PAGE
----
Ecuador's President Rafael Correa has said he will dissolve the national Congress after claiming victory in constituent assembly elections.
The election was complex with long lists of candidates
Preliminary results show Mr Correa's Alianza Pais party with a strong majority in the assembly, which is to write a new constitution.
Mr Correa says the opposition-controlled Congress is corrupt and inept.
But critics say the reforms will focus more power in the president's hands.
A final tally of votes could take days to determine given the complexity of the vote, but an early official count has given Alianza Pais 80 seats, many more than the 66 needed to control the 130-seat assembly.
The final allocation of seats may take days, if not weeks, given the complicated nature of the poll.
More than 3,200 candidates and a complex voting system left many voters undecided or simply confused, the BBC's South America correspondent Daniel Schweimler says.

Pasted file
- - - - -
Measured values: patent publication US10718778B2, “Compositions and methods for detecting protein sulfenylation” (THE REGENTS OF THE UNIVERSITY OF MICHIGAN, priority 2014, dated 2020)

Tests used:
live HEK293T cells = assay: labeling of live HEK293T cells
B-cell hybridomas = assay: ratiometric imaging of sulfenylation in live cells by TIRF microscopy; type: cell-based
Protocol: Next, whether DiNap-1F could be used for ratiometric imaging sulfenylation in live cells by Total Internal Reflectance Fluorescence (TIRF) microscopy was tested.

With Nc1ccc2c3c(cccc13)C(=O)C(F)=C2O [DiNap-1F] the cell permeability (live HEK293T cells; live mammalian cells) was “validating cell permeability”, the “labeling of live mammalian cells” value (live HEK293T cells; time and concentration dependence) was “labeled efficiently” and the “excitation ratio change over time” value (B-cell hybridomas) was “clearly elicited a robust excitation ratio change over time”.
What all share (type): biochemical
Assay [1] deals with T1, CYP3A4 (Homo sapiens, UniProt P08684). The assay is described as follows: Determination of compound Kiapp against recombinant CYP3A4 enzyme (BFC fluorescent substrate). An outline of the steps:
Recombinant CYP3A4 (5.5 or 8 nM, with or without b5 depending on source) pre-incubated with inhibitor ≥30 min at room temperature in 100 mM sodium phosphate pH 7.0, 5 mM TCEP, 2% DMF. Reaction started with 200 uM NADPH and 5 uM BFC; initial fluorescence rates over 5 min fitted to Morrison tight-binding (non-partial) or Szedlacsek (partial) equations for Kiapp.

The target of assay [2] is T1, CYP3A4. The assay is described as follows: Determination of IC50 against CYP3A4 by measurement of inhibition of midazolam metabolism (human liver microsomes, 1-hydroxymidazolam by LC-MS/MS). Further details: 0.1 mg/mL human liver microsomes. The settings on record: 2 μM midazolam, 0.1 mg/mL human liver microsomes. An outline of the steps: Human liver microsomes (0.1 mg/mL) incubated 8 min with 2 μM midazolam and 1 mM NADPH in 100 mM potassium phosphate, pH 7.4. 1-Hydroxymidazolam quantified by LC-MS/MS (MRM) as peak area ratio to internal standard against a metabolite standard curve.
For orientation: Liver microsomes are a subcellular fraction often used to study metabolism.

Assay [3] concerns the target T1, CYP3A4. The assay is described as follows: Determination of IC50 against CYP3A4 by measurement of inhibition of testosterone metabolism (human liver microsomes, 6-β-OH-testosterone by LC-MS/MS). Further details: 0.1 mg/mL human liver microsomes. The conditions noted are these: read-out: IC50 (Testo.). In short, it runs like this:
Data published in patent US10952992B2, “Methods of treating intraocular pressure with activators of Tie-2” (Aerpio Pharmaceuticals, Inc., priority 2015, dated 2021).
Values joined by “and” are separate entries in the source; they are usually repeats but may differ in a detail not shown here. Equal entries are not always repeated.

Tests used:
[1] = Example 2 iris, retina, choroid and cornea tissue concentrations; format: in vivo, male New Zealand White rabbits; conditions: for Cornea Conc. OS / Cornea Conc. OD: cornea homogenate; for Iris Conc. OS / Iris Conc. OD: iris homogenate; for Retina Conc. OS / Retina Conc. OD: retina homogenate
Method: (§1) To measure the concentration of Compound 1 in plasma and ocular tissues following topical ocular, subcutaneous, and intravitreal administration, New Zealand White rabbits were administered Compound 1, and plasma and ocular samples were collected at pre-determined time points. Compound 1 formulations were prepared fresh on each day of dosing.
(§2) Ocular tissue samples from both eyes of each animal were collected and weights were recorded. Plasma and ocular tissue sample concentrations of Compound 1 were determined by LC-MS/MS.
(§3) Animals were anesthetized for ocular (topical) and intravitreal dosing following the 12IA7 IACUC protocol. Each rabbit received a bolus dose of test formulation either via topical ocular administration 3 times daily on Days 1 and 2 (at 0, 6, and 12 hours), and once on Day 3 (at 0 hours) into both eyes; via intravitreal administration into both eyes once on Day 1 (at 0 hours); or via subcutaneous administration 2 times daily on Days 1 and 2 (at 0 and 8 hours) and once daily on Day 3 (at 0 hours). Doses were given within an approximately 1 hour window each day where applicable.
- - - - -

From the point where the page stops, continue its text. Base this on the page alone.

Rafael Correa insists deep-rooted reform is needed
"It's very difficult to deal with Congress and I believe the Ecuadorian people's statement was resounding: Congress must go home," he said.
Earlier he told supporters: "We accept this triumph with great humility and total responsibility," he said. "We know we cannot fail."
The impoverished Andean nation has thrown out three previous presidents in the last 10 years, and successive governments have been roundly criticised.
Mr Correa says the proposed constitutional reforms will make Ecuador a more just society and tackle the endemic political instability.
The president's critics say he will use the assembly to entrench his hold on power and this will frighten off foreign investors.
The Constituent Assembly is due to start work on 31 October and is scheduled to last 180 days, with a possible extension of up to 60 days.
The constitution the assembly drafts will then be put to a national referendum for approval.